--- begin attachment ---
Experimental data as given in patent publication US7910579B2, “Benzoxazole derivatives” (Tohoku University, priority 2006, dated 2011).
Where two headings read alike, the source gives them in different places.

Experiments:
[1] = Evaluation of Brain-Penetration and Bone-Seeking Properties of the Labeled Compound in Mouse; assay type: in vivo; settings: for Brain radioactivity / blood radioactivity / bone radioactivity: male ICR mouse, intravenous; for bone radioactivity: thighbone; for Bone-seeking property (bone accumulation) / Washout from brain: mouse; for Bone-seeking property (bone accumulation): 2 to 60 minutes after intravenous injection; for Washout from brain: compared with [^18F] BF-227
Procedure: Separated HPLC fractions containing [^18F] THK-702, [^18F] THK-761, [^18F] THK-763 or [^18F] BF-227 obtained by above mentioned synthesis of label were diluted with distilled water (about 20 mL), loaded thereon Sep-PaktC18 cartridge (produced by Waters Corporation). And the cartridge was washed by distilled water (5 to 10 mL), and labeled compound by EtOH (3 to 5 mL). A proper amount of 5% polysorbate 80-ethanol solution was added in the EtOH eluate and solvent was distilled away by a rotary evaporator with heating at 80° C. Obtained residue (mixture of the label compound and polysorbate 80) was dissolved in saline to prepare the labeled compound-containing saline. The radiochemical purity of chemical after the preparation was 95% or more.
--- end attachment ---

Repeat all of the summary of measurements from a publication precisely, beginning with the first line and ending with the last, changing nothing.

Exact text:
Experimental data as given in patent publication US7910579B2, “Benzoxazole derivatives” (Tohoku University, priority 2006, dated 2011).
Where two headings read alike, the source gives them in different places.

Experiments:
[1] = Evaluation of Brain-Penetration and Bone-Seeking Properties of the Labeled Compound in Mouse; assay type: in vivo; settings: for Brain radioactivity / blood radioactivity / bone radioactivity: male ICR mouse, intravenous; for bone radioactivity: thighbone; for Bone-seeking property (bone accumulation) / Washout from brain: mouse; for Bone-seeking property (bone accumulation): 2 to 60 minutes after intravenous injection; for Washout from brain: compared with [^18F] BF-227
Procedure: Separated HPLC fractions containing [^18F] THK-702, [^18F] THK-761, [^18F] THK-763 or [^18F] BF-227 obtained by above mentioned synthesis of label were diluted with distilled water (about 20 mL), loaded thereon Sep-PaktC18 cartridge (produced by Waters Corporation). And the cartridge was washed by distilled water (5 to 10 mL), and labeled compound by EtOH (3 to 5 mL). A proper amount of 5% polysorbate 80-ethanol solution was added in the EtOH eluate and solvent was distilled away by a rotary evaporator with heating at 80° C. Obtained residue (mixture of the label compound and polysorbate 80) was dissolved in saline to prepare the labeled compound-containing saline. The radiochemical purity of chemical after the preparation was 95% or more.